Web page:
As we walked, most of the ground was flat, a rare sight for me. Up until this point and aside from Dalongtan, nearly every place I have been to consist of a trail two feet wide with a huge embankment towering above me to my left and dropping off steeply to my right. Not a lot of walking room other than back and forth. Here at Pinqian I could walk left, right, back, forward, any direction I wanted with ease! Isn’t that amazing?! I thought so.

In addition to this flat ground, the landscape was littered with big and flat rocks. Another excellent sign. And then of course the proximity of the river and stream (river to the left, stream to the right, land in between and land bordering either side) made it all the better. I was exclaiming to Vanessa how much I already loved this place. I don’t think she quite understood the reasoning. We hike for an hour or so and turned back. Saw lots of green, lots of mossy, slow moving streams. It was a gorgeous area. We didn’t see any snakes though. Since Vanessa was new to the whole herping thing, I was explaining a lot of the tactics and told her that we probably would not see anything because it was mid day and very hot and that early morning, evening, and night were far better.

We made it back to the station and I told Linsen we would wait until dinner and then go out again afterwards. Linsen went to talk to some villagers about what we were doing and if they had seen any snakes and received a positive response almost immediately. He said that they had killed two snakes earlier that day. Vanessa and I headed over across the street and into a dried stream bed where the bodies were.

One was a snake jerky form of Achalinus spinalis, it looked like it had been killed several days ago, but they said they killed it that morning, so I suppose the sun just burned the snake to a crisp. It is unfortunate; the museum does not have a good specimen of this species. They have two specimens and both specimens look just like this one. The animal still counted as a locality and positive ID though, and it was a species we hadn’t seen before.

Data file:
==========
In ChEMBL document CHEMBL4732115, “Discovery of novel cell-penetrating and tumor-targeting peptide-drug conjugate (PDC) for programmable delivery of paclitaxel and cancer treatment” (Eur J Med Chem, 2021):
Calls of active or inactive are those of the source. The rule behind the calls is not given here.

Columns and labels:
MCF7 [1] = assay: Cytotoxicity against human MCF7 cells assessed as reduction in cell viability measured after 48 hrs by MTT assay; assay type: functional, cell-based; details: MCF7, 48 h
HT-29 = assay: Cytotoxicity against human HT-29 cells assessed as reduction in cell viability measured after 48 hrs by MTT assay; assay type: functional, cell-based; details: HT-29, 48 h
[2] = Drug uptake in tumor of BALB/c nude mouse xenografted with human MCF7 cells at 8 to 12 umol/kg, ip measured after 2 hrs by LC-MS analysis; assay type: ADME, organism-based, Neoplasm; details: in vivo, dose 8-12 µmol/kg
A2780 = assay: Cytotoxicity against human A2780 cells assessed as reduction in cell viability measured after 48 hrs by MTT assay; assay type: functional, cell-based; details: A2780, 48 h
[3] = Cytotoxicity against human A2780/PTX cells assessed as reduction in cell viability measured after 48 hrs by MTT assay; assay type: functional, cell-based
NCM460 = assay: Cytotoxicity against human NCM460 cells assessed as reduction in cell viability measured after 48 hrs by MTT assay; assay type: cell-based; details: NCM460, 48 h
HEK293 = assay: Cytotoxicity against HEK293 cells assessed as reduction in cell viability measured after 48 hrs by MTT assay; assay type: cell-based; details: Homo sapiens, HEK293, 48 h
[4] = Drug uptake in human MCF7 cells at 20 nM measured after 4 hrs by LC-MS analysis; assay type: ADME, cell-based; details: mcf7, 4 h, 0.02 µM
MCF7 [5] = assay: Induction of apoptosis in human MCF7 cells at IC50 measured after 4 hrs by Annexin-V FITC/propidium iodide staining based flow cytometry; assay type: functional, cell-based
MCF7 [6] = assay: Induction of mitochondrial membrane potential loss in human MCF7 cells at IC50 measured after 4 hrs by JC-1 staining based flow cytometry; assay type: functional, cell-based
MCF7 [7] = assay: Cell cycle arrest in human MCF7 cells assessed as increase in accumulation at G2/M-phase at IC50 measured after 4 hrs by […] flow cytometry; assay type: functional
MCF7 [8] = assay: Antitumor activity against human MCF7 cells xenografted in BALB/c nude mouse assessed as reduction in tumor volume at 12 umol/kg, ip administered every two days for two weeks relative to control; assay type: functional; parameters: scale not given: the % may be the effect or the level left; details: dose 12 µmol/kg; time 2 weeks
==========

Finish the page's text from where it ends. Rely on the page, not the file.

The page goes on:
The other snake they had killed at 12:00pm. I did not recognize it at all. It was fortunately in good enough condition to become a specimen. The species looked like a mini-yellow ratsnake. Slightly yellow with four primary dark stripes down the body. It actually looked a lot like some glass lizards I’ve seen. One Chinese species in particular, Ophisaurus harti.

I photographed the Achalinus (if you need a common name attached, I believe the “accepted” common name is Common Burrowing Snake – I usually am all for common names, but many of these Chinese common names are not very well organized… I’m not sure if I already discussed this or not, but I will go on another tangent just in case. In the US, there are attempts to make standard common names. Most birds have standard common names. Snakes, however, have several common names. One person may call a snake a black snake, someone else may say it is a pilot snake. Other names could be “black ratsnake, black pilot snake, or chicken snake.” However, progress is being made at extinguishing many of these slang terms, at least within the scientific community, and for the most part everyone recognizes the species of Elaphe obsolete as “Black Ratsnake.” But, one difference with the Chinese setup, is that a common name may cross genera. In the US, if you say “ratsnake” you are referring to a species within the genus Elaphe (or a species that used to be classified as Elaphe). In China though, several different genera have the common name “ratsnake” or “keelback” or “water snake.” While looking up a frog, I came across one frog named “Dorsal Striped Opposite-fingered treefrog.” So for all of these reasons I have been trying to just use the scientific names. Sorry for the ramble.).

After photographing the snakes, one of the station officers pointed to some rocks and said that there was a snake under them earlier in the day. He took his finger and started flicking the small chunks of gravel left and right and then pointed and said it was right there. I was extremely surprised and jumped down and grabbed the little bit of tail that was still visible. The snake had winded itself through an entire series of rocks that made up this gravel road (the road was basically a pile of gravel rocks, about 10 ft tall). I started ripping rocks out, trying to get to the head of the snake. I would imagine many people were not very pleased as I was kind of destroying the road, which was held together by some weak cement.

The fellow that had pointed the snake out to begin with started helping me clear rocks. I was having troubles with clearing rocks and then having more rocks fall on my hand and the snake. I eventually cleared enough to see where the snake was going. He had successfully anchored his head within the asphalt portion of the road (the gravel road was adjacent to the asphalt road). By this time a great chunk of the population was surrounding me, about 20 people or so. I felt bad, because I knew they wanted to see the snake captured, but the snake was anchored in the stone and the only way to get him out without hurting him would be to just tire him, which since he was anchoring himself means he wasn’t using a lot of muscles and could probably sit there for a long time.